Eliminate all the possibilities…

And the impossible looks more likely… (quote from a facebook conversation with Jon, a friend and fellow Drascomber.

I posted on the Drascombe owners facebook group, with the details of what I had been suffering with the engine. From the broad range of experience there, I gleaned that carb problems are all too common, especially with modern fuels.

The advice was very good, on the whole, with a wide range of points of view. I was left expecting a worst case of needing a new carburettor (or one suggestion to trade in the whole engine against a new one being the preferred choice). I also had a range of suggestions, such as clean the carb (solvent, compressed air, thin wire, ultrasonic cleaner), change the fuel lines, change the filter, check the piston rings. One gent from the states even offered a fuel additive which is, apparently, in common use over there…

But they were all in agreement, don’t touch the setting screws!

One member of the group even provided me with a scanned copy of his manual, but it proved to be not quite a match.

So, yesterday, I removed the carb, and gave it a good look over and clean – even though it looked immaculate inside. I ran a thin piece of wire (a broken needle threader) through every hole I could, and then reassembled it.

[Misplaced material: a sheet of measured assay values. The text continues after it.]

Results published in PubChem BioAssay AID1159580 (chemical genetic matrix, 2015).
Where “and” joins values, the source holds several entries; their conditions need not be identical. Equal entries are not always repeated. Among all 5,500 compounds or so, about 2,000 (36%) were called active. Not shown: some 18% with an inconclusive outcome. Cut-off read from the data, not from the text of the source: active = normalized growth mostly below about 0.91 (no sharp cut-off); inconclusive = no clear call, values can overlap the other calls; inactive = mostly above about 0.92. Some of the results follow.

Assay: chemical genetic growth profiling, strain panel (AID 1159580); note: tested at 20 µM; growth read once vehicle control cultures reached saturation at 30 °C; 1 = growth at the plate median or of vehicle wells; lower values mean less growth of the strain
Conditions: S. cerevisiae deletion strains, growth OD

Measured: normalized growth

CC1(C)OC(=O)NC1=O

I could not see any issue, nor could I quite understand how the thing worked, as the various parts did not seem to be in an order that made sense to me, but I kept looking until I think I got it.

The thing that threw me was the position of the fuel pump, which seemed to draw directly of the bowl. However, after much inspection, particularly reassembling (repeatedly) the remarkably fiddly controls for cold start and idle speed, I worked out that the engine does not, in fact, have a choke at all in the traditional sense. What it appears to have instead is a tiny diaphragm pump, which sucks in from the bowl, and squirts directly into the plenum chamber.

Once the thing was re-built, I filled my big bin with water, after George (assisting today, not to mention providing moral support!) had bunged up the hole in it, and started her up. All systems were not go. Basically, that couple or three hours work came to nothing, as the symptoms were all still the same.

I was starting to lose the will to live, so threw caution to the wind! first marking the position of the adjustment screws, I then fiddled with them, a little one way, try it, a little the other way, try it.

It didn’t take long to find the one that made the difference! I think possible a mixture setting, it ended up a quarter turn different to its previous position.

(that’s what the opening quote / title of this post refer to!)

The first of this evening's Nautical Themed videos – my boat engine reborn…

Posted by Gordon Kidson-Petlem on Tuesday, 23 June 2020

So, although it has not been proven in anger, the engine might appear to be fixed, as it ran like that whether hot or cold! The only thing that seems to not work is the idle speed adjustment…

It is worth noting that the reason I have to have the lid off in the video above is a rather cockeyed arrangement of throttle and gear control, all controlled by a single twist grip, which, while convenient, is not intuitive to operate, and means there is no way of revving the engine out of gear.

By having the cover off, i can access the linkages directly on the carb, and having had it to pieces, I now know which bit to move which way. Operating in gear in the bucket at anything above idle just empties the bucket, risking overheat.

Also, note the good strong tell-tale from the coolant system!